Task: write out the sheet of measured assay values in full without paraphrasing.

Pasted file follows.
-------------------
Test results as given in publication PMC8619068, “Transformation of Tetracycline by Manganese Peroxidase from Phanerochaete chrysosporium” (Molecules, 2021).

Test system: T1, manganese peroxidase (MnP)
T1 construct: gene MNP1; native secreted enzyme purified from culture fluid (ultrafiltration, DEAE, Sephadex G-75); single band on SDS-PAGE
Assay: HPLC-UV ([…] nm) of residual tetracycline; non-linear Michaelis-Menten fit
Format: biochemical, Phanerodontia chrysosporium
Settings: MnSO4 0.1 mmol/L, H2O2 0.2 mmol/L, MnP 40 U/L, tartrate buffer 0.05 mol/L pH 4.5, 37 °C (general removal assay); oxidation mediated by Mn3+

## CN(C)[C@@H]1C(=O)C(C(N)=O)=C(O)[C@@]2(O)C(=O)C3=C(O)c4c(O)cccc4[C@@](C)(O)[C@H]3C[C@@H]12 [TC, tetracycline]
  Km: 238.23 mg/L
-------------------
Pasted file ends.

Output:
Test results as given in publication PMC8619068, “Transformation of Tetracycline by Manganese Peroxidase from Phanerochaete chrysosporium” (Molecules, 2021).

Test system: T1, manganese peroxidase (MnP)
T1 construct: gene MNP1; native secreted enzyme purified from culture fluid (ultrafiltration, DEAE, Sephadex G-75); single band on SDS-PAGE
Assay: HPLC-UV ([…] nm) of residual tetracycline; non-linear Michaelis-Menten fit
Format: biochemical, Phanerodontia chrysosporium
Settings: MnSO4 0.1 mmol/L, H2O2 0.2 mmol/L, MnP 40 U/L, tartrate buffer 0.05 mol/L pH 4.5, 37 °C (general removal assay); oxidation mediated by Mn3+

## CN(C)[C@@H]1C(=O)C(C(N)=O)=C(O)[C@@]2(O)C(=O)C3=C(O)c4c(O)cccc4[C@@](C)(O)[C@H]3C[C@@H]12 [TC, tetracycline]
  Km: 238.23 mg/L